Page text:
I wrote earlier about exporting DHCP reservations in Windows Server using netsh. Have a look at that post and follow the instructions to get the reservations from a full DHCP scope dump.
Having exported our DHCP reservations, we’ll now look at how to get netsh to help us recreate them in another scope, or on another server.
Assumptions: we dumped our scope (192.168.0.0) from a server PHOENIX1 on the domain bookgrub.edu.au, and we want to recreate those reservations in a scope (10.10.0.0) on a server PHOENIX2 on the domain bookgrub.local. We’ll be leaving the last two IP address fields the same, so 192.168.1.77 will be becoming 10.10.1.77.
To begin, we’ll need to open the text file that has our reservations and examine the contents. Helpfully, our netsh dump has outputted the full command syntax we’ll need to reimport the reservations. Here’s a sample line showing a reservation for a Sharp MX-450 photocopier, netbios name SharpMX450, able to be given both DHCP and BOOTP reservations:
Dhcp Server \\phoenix1.bookgrub.edu.au Scope 192.168.0.0 Add reservedip 192.168.0.21 001122aabbcc "SharpMX450" "Sharp MX-450 Photocopier" "BOTH"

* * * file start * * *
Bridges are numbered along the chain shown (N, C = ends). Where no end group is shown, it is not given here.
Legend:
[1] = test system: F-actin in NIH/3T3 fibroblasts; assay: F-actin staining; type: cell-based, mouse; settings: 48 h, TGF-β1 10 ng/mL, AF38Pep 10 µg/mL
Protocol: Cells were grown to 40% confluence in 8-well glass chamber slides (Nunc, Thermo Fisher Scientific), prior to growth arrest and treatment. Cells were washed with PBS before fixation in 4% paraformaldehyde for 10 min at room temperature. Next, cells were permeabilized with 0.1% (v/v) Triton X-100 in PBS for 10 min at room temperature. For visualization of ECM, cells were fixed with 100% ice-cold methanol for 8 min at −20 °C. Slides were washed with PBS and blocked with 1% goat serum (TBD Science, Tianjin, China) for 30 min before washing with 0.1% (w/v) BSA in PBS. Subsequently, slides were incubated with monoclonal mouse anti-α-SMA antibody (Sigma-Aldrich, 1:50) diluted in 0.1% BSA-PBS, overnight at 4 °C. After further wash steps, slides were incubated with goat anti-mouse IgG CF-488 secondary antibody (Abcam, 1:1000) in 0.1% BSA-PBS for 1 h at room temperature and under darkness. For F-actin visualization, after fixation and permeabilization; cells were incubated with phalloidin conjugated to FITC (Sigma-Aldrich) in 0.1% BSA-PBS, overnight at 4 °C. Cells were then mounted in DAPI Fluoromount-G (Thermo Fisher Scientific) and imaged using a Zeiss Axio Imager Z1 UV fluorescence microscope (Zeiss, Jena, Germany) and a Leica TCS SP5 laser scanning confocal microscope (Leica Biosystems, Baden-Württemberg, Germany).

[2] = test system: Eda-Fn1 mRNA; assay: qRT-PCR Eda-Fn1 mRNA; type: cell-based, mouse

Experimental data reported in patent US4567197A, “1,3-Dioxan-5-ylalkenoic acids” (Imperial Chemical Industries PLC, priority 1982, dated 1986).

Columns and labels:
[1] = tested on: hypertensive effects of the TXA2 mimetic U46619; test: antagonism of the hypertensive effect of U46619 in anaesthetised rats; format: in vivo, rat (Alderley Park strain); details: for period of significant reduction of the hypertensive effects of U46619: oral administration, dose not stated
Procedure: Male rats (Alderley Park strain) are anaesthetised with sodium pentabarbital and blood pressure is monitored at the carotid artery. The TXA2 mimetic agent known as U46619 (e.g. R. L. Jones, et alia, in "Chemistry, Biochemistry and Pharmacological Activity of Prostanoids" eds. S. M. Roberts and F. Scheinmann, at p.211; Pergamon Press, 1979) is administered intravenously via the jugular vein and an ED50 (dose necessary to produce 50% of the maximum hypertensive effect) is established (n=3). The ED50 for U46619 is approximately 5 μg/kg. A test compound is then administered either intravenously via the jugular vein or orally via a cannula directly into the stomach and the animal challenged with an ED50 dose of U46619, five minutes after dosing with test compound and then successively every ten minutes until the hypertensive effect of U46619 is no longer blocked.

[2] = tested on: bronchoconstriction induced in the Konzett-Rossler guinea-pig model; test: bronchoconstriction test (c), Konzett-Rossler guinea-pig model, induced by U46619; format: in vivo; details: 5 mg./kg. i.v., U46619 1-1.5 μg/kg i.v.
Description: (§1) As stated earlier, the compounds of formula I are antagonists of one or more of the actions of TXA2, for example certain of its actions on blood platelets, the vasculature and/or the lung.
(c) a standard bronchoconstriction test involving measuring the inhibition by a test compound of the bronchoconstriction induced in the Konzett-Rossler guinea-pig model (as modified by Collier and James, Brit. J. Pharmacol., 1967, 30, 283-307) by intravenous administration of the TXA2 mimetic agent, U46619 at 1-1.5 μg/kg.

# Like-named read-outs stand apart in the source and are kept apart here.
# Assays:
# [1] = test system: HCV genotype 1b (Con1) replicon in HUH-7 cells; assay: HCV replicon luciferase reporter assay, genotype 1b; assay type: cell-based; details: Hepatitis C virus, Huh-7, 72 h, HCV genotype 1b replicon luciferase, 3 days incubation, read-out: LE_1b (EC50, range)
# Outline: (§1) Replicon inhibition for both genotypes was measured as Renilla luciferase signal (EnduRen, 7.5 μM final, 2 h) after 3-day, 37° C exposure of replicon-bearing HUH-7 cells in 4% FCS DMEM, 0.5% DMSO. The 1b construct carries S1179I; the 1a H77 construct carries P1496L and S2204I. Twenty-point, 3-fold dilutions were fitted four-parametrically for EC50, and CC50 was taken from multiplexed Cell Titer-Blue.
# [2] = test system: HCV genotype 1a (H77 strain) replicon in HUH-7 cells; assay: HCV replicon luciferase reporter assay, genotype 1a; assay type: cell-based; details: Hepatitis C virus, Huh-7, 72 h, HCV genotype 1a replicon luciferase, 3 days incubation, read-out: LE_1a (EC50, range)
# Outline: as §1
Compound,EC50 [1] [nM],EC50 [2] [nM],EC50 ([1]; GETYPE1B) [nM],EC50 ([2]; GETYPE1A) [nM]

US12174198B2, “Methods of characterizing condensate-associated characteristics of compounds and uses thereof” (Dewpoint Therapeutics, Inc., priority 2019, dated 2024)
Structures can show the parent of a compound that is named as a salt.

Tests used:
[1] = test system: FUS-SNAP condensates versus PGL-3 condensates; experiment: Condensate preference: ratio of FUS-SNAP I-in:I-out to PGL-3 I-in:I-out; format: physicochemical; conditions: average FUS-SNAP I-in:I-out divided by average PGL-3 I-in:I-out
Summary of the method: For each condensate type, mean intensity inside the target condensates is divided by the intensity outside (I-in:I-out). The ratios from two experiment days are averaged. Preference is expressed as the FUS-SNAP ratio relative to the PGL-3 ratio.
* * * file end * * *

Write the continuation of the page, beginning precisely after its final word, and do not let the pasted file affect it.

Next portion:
With just a couple of quick steps followed, we’ll have all the reservations in our new scope in no time.
Our find command has dropped a couple of extraneous lines at the top of the text file, so delete them.
- Replace phoenix1 with phoenix2
- Replace bookgrub.edu.au with bookgrub.local
- Replace 192.168 with 10.10
That’s it for this example. Obviously, YMMV in practice. Your worst likely case, though, is probably only going to need to be manually changing reserved IPs in addition to the steps we’ve taken here. In most cases, you’ll want to retain the description and name of your reservations.
Save the file (in a different name if you want) and copy it across to your destination DHCP server. Open an administrative command prompt and CD into the directory you saved the file in (ours is called reservations.txt). Then run the command:
type reservations.txt | netsh
All being well, you just recreated all your DHCP reservations, with new IPs in a new scope on a new server in a new domain in maybe just a couple of minutes. Give yourself a pat on the back (mentally, so you don’t look stranger than usual) and move on with the next job.